Location: Sustainable Water Management ResearchTitle: Conservation tillage impacts and adaptations in irrigated corn production in a humid climate
Submitted to: Agronomy Journal
Publication Type: Peer Reviewed Journal
Publication Acceptance Date: 6/22/2018
Publication Date: 9/6/2018
Citation: Anapalli, S.S., Reddy, K.N., Jagadamma, S. 2018. Conservation tillage impacts and adaptations in irrigated corn production in a humid climate. Agronomy Journal. 110(6):1-14.
Interpretive Summary: Plowing the soil for growing crops leaves the soil prone to its organic matter and fertility losses to water and wind erosions. A system of land-management practices known as ‘no-tillage’ promote growing crops with minimum soil disturbance and leaving crop residues on the soil surface (NT) has often been promoted as a remedy for this problem. The NT can bring savings on soil-cultivation costs and better water use efficiency in irrigated cropping systems. However, the location-specific viability of the system, especially, in producing sustainable crop yields depend upon the growing season climate and soil properties. In this regard, in certain soil-climate combinations, significant grain yield losses under the NT were reported at various locations over the world. For the first time in the MS Delta, researchers with the USDA ARS Crop Production Systems Research Unit at Stoneville, MS, and the Department of Biosystems Engineering , University of Tennessee, Knoxville, conducted a nine-year (2009-2017) experiment to assess the impacts of NT system over a conventional-tillage system (CT) under irrigated corn production at Stoneville, MS. Crop management practices except tillage were maintained like those followed by the farmers in the area. In seven out of nine years, harvested grain yields in the NT were significantly lower than those harvested in the CT. Further investigations on the possible reasons for the yield declines in NT over CT were conducted by integrating the experiment with a cropping system model. The study concluded that the yield reduction under the NT was due to lower N availability in the soil for crop-uptake due to higher nitrogen losses to runoff and deep percolated water, and lower plant residue decomposition and release of plant nutrients from plant tissues for crop uptake. This study showed that an additional N application at 40 kg/ha at planting or a split application of 50 kg/ha at planting and the remaining 174 kg/ha in the second week of May could restore yield under NT comparable to CT.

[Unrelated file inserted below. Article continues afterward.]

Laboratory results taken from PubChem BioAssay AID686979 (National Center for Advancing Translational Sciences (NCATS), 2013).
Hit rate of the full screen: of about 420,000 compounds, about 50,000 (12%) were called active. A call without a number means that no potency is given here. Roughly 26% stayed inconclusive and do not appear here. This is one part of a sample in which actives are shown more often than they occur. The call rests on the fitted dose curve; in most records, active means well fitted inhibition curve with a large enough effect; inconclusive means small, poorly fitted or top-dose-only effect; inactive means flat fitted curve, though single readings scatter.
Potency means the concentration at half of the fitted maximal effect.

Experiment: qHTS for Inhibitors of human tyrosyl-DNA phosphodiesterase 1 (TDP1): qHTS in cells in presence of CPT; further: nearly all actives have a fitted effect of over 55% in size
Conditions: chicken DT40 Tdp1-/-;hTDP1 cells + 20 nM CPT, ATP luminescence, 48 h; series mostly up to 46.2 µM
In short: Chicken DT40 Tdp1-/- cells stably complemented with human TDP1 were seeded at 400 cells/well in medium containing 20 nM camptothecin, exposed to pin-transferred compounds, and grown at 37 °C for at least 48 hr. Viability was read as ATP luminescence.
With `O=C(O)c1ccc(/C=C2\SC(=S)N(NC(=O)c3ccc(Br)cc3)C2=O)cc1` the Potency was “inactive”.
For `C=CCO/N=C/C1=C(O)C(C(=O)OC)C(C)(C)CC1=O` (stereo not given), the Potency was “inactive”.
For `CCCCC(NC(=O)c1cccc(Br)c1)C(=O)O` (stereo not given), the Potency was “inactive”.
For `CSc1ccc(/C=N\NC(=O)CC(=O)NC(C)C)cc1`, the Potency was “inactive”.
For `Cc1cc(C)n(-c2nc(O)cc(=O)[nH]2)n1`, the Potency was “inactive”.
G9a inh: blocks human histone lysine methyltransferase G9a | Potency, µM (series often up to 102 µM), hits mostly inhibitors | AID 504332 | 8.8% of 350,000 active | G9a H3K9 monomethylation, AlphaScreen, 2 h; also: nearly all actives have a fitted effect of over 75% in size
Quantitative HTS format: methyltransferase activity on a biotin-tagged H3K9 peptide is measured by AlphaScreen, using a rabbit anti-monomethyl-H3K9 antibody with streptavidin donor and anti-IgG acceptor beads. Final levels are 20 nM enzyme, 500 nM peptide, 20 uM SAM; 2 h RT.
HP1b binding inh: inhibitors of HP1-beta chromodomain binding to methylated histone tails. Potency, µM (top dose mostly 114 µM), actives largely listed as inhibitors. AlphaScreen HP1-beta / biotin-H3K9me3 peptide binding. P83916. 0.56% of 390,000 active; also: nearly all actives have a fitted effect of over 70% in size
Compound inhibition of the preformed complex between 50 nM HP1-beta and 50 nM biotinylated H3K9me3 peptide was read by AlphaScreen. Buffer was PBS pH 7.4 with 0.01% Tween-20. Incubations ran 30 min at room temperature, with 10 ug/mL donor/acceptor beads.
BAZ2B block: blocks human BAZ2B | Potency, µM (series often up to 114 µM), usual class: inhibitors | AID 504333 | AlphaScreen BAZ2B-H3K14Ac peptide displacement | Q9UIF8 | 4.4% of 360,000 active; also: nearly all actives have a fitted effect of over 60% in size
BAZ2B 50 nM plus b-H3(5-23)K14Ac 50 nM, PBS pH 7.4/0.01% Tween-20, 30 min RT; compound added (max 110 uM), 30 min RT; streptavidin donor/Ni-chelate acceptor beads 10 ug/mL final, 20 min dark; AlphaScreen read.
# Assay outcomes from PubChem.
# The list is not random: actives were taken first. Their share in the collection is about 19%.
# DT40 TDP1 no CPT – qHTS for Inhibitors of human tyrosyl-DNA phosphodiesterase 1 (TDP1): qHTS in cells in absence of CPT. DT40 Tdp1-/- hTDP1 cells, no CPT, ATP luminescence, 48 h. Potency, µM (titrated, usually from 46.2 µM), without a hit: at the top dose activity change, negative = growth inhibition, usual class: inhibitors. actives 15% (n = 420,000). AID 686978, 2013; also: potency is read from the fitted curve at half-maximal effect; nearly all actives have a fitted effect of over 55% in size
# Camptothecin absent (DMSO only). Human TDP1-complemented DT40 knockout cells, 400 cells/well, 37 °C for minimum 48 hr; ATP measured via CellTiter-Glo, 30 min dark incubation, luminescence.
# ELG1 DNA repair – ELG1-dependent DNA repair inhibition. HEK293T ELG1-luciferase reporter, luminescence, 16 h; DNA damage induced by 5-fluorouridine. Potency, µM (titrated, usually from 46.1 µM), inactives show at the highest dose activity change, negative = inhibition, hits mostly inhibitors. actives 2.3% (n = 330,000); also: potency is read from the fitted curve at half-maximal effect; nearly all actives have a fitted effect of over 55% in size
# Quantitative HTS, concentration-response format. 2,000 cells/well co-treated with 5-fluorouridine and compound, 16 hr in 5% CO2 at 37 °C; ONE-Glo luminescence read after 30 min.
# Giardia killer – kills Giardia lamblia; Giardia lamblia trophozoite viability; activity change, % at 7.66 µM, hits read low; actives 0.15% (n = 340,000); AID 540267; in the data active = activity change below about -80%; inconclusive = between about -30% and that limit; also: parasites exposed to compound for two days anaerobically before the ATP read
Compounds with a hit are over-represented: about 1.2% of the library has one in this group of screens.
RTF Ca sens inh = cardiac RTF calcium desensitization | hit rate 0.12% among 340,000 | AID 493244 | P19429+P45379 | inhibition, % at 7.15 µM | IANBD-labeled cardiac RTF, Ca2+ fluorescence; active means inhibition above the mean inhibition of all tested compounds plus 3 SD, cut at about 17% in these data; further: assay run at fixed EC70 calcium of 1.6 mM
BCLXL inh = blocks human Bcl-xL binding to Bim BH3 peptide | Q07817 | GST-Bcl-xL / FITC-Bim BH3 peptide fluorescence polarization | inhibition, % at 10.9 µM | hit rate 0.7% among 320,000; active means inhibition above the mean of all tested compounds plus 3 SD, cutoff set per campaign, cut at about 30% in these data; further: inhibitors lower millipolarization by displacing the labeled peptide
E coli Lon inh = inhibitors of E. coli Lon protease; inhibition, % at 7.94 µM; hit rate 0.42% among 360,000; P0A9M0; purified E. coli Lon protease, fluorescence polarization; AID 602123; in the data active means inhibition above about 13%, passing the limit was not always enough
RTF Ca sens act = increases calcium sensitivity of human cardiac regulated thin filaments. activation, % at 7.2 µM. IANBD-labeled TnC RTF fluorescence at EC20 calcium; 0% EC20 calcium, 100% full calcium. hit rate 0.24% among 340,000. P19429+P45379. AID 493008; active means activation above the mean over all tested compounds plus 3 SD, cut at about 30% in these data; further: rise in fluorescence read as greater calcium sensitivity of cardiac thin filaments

Technical Abstract: A thorough evaluation of the location-specific impacts of conservation land management practices is critical for their acceptance in farming systems across climates and soils. We initiated a long-term experiment in 2008 on 1.25 ha farm-scale plots to assess the production impacts of a no-till with full residue retention (NT) system over a conventional-tillage (CT) under irrigated corn production on a Dundee silt loam soil in the humid climate of the lower Mississippi (MS) Delta. Crop management practices except tillage were maintained like those followed by the farmers in the area. In seven out of nine years (2009-17), harvested grain yields (GY) in the NT were significantly lower than those harvested in the CT, and in one year, they were not significantly different. To investigate the possible reasons for the yield declines in NT over CT, we integrated the experiment with a cropping system model (Root Zone Water Quality Model, RZWQM2) to synthesize information on the various components in the system. Data collected in the experiment from 2009-2015 were mainly confined to grain yield at harvest. In 2016 and 2017, additional data were collected including soil surface crop-residue mass (Rm) and -cover (Rc); corn leaf area index (LAI) and biomass (BM); soil water (SW), temperature (Ts), nitrogen (N), carbon (C), and bulk density (BD); and the corn phenology. Under the NT, corn BM, LAI, grain yield, Ts, C, and N were lower, and Rc, Rm, and SW were higher than those measured under CT. The RZWQM2 correctly simulated these measured trends and the corn phenology. Simulated runoff and deep percolation losses of water and N, and denitrification losses of N were higher in NT, and infiltration, evapotranspiration (ET), and N mineralization were higher in CT. Evidently, the lower N mineralization and higher N losses in NT lead to the measured low crop productivity under this system over the CT. Simulations showed that an additional N application at 40 kg ha-1 at planting or a split application of 50 kg ha-1 at planting and the remaining 174 kg ha-1 in the second week of May could bring back the yield return under NT comparable to CT.